Photo of the Day
A few years ago I stopped by the Andersonville prison site that is just south of Atlanta. I knew about the prison from the TV movie, but I really was able to appreciate a little of what the prisoners went through. During their time imprisoned they had a small water supply that ran through the camp. The water first ran through the guard camp so it was soiled by the time it reached the prisoners. A torrential rain washed away much of the camp in August of 1964 after a brutal heat wave. It was a Godsend for the prisoners. During the rains the story goes that a lightning bolt struck the ground, and a fresh water spring rose up from where the strike hit. The photo above is of that spring as it looked in 2006. I loved the story of how the spring gave hope to the prisoners, and now the story makes its way onto the blog.
I used a Trey Ratcliff preset to bring out all of the dynamic range in this photo. I really did not know what I was doing with my camera at the time so I just used auto most of the time. It would give me some decent results some of the time, and thanks to the magic of Lightroom I can fix some of the times that it did not work so great.
Photo of Day
These gates do not look that bad, but during the Civil War many atrocities occurred behind them. This was the north gate of the Confederate prison Andersonville. The evil that went on in here is hard to believe, and even harder when you think that it was done to men who just a few years earlier were your countrymen. How different times must have been then. During my tour of the grounds in late 2006 I tried to keep in mind that this was hallowed ground because of that. The goal in this prison was just to survive long enough to get rescued, and about a fourth of them did not due to various forms of the terrible conditions. I first learned of the prison because of a nineties TNT movie simply named Andersonville. I was amazed at how to stay alive the prisoners turned on each other. This is a part of our history that should be remembered so that something like this does not happen again.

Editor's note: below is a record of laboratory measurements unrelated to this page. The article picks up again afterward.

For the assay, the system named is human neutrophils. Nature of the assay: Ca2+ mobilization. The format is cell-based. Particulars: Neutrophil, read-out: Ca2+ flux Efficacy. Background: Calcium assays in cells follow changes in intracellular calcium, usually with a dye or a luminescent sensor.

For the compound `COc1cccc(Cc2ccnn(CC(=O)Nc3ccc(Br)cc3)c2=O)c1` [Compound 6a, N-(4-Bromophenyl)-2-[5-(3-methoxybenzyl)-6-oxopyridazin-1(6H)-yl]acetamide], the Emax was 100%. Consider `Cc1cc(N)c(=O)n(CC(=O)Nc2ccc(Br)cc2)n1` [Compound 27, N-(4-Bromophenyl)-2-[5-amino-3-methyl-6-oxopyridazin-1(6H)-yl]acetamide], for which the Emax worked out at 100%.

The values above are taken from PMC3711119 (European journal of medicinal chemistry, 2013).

This shot was another easy one using a Lightroom preset. I just simply used the sepia preset that is included with Lightroom. It was a subtle change, but enough that I felt it conveyed a sense of history. The sky was cloudless that day so the shot needed something to give it some punch. Funny how taking the color away can provide that.